Suggesting an alternative method to reduce vehicle imports, Sarvananthan said that the government should charge the full cost of petrol, diesel and kerosene to the customers, instead of subsidising fuel, which would in turn reduce the use of private vehicles. "This way government can achieve  two objectives/benefits out of one policy measure. Selling petroleum products at world market prices would reduce vehicle imports (particularly private cars) thereby  saving foreign exchange, and save the government the  fuel subsidy which is said to be about Rs.600 million a month," he said.

He added that while it was natural that vehicle dealers will pass on the increase in import tax to the customers, it was far-fetched to believe that this increase would hurt the common man. "It is car imports that are mostly affected by the increase in import duty and cars cannot be termed a common man's mode of transport," Sarvananthan said.

Car dealers complain

With car dealers eager to voice their opinion, The Sunday Leader visited many 'sales' in the city and while a few have already been forced to close their showrooms due to the lack of sales, others claim that they wait eagerly each day for customers to purchase vehicles in order to clear the new vehicles which have already arrived at the Colombo harbour but remain there due to the lack of money to clear these vehicles.

Media Consultant, Motor Vehicles Association, Siramasiri Happuarachchi :

The increase in import duty of vehicles does not only affect the importers. A lot of people depend on this industry as there are over a 1000 people employed in this field and this increase will affect them as well. A certain section of society earns a living by importing vehicles from abroad.

The finance minister claims that this increase will not affect middle class society. How can it now? This increase affects prices of non-luxury cars as well and it is the normal and semi-luxury cars that the middle class can afford to purchase.

The government has decided to increase the tax since they are completely bankrupt. Due to this, importers are not going to import vehicles anymore. How long is the government going to run the country in this manner? With the high cost of living how does the government expect us to pay such high taxes? We can only pay if the customers buy vehicles from us. Before the government declared this increase, we used to sell atleast 25 to 30 vehicles per month. However, since the day of the increase we have not been able to sell even one vehicle and our showrooms are deserted. Business is running at a loss.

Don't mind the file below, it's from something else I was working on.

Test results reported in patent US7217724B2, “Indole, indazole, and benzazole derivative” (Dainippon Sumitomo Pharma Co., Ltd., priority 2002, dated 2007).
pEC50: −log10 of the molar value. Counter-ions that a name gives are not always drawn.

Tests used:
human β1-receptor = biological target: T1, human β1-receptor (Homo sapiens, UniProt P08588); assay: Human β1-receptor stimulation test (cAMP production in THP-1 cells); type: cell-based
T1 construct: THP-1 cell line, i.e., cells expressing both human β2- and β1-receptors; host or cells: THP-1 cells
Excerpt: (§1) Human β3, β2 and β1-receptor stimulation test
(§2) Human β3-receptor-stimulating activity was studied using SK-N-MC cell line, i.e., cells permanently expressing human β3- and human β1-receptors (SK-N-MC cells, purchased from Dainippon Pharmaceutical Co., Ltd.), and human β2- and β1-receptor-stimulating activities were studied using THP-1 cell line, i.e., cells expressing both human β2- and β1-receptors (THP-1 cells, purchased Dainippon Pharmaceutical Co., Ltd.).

The government is under the impression that people who deal in importing cars are all millionaires. This is not true because a lot of importers remain in business by taking loans from the banks.

The association has decided that we will discuss this matter further. Due to this we have asked for discussions with the finance minister and the President. We are giving the government a period of two weeks and within this time frame if the government does not reach a decision, we will summon all the motor vehicle dealers in the island and hold a massive protest campaign in Colombo. Even after that if the government does not reconsider we will stop the import of vehicles to this country completely.

An official from Ishara Traders, Colombo:

Since the day the government increased the taxes, we have not been able to sell even one vehicle. How are we going to sell when yesterday a vehicle which was available for Rs. 1.2 million is now sold at Rs. 1.8 million? People are not foolish to purchase vehicles at these prices.

Even though our showrooms are open, we do not have any sales. Nobody comes to purchase vehicles anymore. Earlier for a vehicle costing Rs. 1 million we had to pay 2. 4 million with tax. However, now we have to pay 3.1 million for the same vehicle.

Why haven't dealers been able to clear their vehicles from the customs? To clear those vehicles we will have to sell all our existing vehicles at the new prices and nobody is willing to buy. We have had to increase the prices of all our old vehicles by Rs. 300,000.

The government says one thing and does something else. Now rather than stopping imports, it is better for the government to broaden the roads. The UPFA has not taken into consideration the plight of the business community.

Chairman, Vehicle Importers Association, Pushpakumara Piyasena: